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The Pomodoro Technique



The Summer Term ushers in a time of intensive revision for students in exam years. As the outdoors beckons with brighter weather, striking a balance between work and rest is ideal, and finding ways to focus deeply on work during scheduled times is key.

In recent years, the Pomodoro Technique has become a popular time-management and productivity tool for working people. The method was developed by business consultant Francesco Cirillo in the 1980s and advanced in his book published in 2018. It employs a timer to break work down into manageable intervals, separated by short breaks. The traditional interval is 25 minutes of work – the optimal work unit – followed by a 5-minute break. After four of these sessions, a two-hour period of focused work has been accomplished, earning a longer break of 15-30 minutes.

A study by science journal Cognition in 2011 found that brief diversions of attention can improve focus on tasks significantly over longer periods. Researchers have found that the brain, when deactivated and reactivated after short periods, is far less susceptible to the focus impairment brought on by sustained attention over time. The 5-minute breaks can take the form of standing up to stretch or walk around, checking messages or having a drink or snack, and these activities serve to bring in other sensations to disrupt the constant stimulation of work tasks, giving the mind a necessary reprieve and reset.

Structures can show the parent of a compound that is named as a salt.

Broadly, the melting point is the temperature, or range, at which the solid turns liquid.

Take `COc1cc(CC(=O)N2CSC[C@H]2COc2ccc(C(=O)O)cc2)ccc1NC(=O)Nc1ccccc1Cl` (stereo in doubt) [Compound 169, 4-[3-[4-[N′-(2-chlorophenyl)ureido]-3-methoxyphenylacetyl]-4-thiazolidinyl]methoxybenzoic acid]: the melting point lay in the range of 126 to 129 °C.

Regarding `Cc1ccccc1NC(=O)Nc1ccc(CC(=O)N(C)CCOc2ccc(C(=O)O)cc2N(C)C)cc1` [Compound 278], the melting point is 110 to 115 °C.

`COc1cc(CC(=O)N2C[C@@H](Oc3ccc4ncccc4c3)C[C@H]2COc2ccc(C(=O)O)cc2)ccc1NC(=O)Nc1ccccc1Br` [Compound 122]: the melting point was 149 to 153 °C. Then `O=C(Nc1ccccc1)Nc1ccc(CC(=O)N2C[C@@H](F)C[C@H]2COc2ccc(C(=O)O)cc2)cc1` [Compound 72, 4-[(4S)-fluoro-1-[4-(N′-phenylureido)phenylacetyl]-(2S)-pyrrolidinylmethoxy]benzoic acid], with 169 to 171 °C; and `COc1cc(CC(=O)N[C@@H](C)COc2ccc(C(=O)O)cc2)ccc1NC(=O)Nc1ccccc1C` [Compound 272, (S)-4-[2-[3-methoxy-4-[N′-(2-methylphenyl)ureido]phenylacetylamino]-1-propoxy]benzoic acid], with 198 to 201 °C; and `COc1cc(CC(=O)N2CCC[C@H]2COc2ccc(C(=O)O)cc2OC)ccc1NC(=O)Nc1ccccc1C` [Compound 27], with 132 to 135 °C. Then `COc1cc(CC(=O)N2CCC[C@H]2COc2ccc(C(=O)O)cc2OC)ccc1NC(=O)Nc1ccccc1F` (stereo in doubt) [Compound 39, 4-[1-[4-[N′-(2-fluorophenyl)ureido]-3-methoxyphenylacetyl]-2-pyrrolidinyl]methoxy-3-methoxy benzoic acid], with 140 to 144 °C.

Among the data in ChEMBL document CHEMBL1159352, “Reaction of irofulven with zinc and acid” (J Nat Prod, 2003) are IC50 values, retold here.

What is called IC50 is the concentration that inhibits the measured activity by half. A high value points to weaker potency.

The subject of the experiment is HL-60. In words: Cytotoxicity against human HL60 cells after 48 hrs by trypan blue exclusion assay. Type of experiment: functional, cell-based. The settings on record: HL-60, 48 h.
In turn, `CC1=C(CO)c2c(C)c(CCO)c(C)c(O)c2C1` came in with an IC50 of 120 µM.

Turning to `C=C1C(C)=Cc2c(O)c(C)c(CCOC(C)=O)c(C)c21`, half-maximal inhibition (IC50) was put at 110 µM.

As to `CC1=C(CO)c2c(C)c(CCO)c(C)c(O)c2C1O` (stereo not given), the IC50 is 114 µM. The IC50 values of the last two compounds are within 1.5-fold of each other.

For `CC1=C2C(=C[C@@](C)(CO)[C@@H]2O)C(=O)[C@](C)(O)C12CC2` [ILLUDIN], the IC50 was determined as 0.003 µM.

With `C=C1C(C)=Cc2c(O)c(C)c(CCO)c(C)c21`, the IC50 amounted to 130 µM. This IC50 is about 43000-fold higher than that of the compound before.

Any work task can be broken down into a set of ‘pomodoros’ that can be satisfyingly ticked off on a To-Do list. The full Pomodoro Technique is applied using the following steps:

  1. Set a task

  2. Set a 25-minute timer

  3. Work until the timer rings

  4. Take a 5-minute break

  5. Every 4 pomodoros, take a restorative 15-30 minute break

Of course, distractions do happen – and the Pomodoro Technique allows for disruption. If a distraction occurs during a work interval, take the 5-minute break straight away and restart the process.

If students are struggling to formulate an exam revision timetable, a good method is to follow broadly the pattern of their school timetable, which allocates time in the right proportion to each subject. During revision weeks in school, students can allot pomodoros (1 each) to the day’s lessons in the evening, to consolidate the day’s learning. During study leave, each 1-hour lesson can be allotted 2 pomodoros to adhere to the school timetable.

For more Pomodoro tips and tools, the task managers at Todoist offer many, including grouping smaller tasks into a single pomodoro, and recording what you completed after each unit. A fresh and flexible method – well worth a try!

— Katie Musgrave